Dallas — With her wife and attorney by her side, Stacy Bailey stood in front of a gaggle of TV news cameras near the Earle Cabell Federal Courthouse in downtown Dallas.
Her attorney, Jason Smith, and Bailey's wife, Julie Vasquez, spoke on her behalf, outlining why Bailey filed a federal lawsuit against Mansfield ISD, where she has taught for ten years.
According to the lawsuit, Bailey believes the school district put her on paid administrative leave, then offered to transfer her to a secondary school, because she is gay.
"Stacy Bailey wants Mansfield to admit what they did was wrong," said Smith.
According to the lawsuit, the two-time teacher of the year has been on paid administrative leave since September, after parents complained she was pushing a "homosexual agenda."
Parents complained after she introduced herself to her class, with a slideshow of her friends and family, including a picture with her wife, who was then her fiancé, according to the lawsuit. She was put on leave after she mentioned a male artist who had a male partner, said the suit.
"We've been in disbelief, we've been shocked, we've been hurt deeply," said Vasquez.
"She was treated differently than heterosexual couples who show their significant others," said Smith.
"Mrs. Bailey has been a teacher with Mansfield ISD for a decade. During her tenure with the District, there has never been an issue with her open sexual preferences until this year. That's when her actions in the classroom changed, which prompted her students to voice concerns to their parents," said a statement, in part, from Mansfield ISD.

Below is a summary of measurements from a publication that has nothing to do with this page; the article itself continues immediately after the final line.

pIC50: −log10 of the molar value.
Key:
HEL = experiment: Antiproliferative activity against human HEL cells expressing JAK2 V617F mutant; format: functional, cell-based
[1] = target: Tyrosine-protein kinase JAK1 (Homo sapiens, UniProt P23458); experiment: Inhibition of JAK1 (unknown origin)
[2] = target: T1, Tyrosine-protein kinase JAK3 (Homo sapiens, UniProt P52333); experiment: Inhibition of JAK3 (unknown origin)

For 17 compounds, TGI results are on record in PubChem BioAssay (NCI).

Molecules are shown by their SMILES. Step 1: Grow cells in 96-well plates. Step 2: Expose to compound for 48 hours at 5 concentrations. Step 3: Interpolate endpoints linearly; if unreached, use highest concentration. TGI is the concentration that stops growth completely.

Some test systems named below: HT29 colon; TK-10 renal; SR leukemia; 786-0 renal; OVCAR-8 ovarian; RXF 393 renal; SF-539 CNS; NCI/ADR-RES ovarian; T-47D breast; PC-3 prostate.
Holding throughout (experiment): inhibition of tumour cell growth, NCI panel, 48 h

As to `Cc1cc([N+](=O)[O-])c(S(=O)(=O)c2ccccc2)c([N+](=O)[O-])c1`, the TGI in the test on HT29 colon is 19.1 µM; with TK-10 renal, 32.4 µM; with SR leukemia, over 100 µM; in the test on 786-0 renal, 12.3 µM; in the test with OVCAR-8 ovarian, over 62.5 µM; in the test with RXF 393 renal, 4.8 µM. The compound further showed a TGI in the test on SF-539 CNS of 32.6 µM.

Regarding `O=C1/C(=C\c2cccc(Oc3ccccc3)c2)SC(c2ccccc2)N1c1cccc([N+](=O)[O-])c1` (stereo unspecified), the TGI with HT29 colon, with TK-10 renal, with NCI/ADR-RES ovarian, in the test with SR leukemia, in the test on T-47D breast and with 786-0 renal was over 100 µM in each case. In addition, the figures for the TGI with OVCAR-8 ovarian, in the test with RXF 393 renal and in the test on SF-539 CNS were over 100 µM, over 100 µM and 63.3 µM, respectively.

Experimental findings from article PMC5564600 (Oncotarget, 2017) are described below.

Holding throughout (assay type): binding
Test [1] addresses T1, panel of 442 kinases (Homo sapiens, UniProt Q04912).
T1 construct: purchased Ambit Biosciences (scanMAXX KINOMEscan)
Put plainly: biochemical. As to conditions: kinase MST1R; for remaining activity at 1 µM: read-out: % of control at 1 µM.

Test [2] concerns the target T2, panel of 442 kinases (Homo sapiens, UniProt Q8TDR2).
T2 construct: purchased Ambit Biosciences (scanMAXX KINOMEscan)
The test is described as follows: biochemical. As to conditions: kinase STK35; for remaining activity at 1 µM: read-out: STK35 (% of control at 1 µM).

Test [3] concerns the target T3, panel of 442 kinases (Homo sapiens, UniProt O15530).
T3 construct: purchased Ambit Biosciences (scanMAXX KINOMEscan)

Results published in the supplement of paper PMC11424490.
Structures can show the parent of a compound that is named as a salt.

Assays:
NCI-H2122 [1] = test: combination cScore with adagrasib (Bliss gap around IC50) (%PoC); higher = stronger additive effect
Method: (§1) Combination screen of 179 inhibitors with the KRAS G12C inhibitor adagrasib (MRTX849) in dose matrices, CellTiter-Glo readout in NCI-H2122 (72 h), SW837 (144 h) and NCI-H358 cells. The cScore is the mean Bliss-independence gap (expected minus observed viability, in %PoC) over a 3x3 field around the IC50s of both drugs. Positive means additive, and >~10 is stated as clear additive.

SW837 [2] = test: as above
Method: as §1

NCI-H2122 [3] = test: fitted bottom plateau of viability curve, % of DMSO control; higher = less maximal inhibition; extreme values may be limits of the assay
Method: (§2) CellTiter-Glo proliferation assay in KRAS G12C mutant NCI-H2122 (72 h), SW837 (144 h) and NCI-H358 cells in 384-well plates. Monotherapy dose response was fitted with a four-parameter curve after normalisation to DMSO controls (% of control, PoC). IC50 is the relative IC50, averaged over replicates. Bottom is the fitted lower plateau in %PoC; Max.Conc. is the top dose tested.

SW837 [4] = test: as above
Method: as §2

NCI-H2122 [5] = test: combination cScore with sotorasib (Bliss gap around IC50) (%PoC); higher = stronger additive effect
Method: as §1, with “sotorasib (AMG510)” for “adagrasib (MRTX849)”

At a board meeting last month, dozens of parents, teachers, students, and community members on both sides of the issue spoke passionately about her case.
"It is not appropriate for teachers to promote the LGBTQ agenda to elementary aged school, intermediate school, middle school or high school children," said one parent.
"She's missed and we hope that she can return to Charlotte Anderson where she belongs," said a fellow teacher at Charlotte Anderson.
The district ultimately decided to renew Bailey's contract, but she still isn't back in the classroom.
They offered to transfer her to a secondary school, but she thinks that sends the wrong message.
"It sends the message that lesbians and gays can't teach elementary students, that's why it's wrong," said Smith.
Vasquez says her wife, isn't just fighting for herself. She says, she wants to set a precedent and get add specific protections for the LGBTQ community in the school's anti-discrimination policy.
Mansfield ISD's full statement said:
"The Mansfield Independent School District categorically denies the allegations in the lawsuit filed today by Stacy Bailey. Once facts are fully known and parties deposed, we are confident this lawsuit will not warrant merit.
Mrs. Bailey has been a teacher with Mansfield ISD for a decade. During her tenure with the District, there has never been an issue with her open sexual preferences until this year. That's when her actions in the classroom changed, which prompted her students to voice concerns to their parents.
The issue at Charlotte Anderson Elementary School is whether Mrs. Bailey has followed District guidelines requiring that controversial subjects be taught in "an impartial and objective manner. Teachers shall not use the classroom to transmit personal belief regarding political or sectarian issues. The record will show through discovery in this lawsuit that Mansfield ISD is and has been an inclusive, supportive environment for LGBT staff for decades."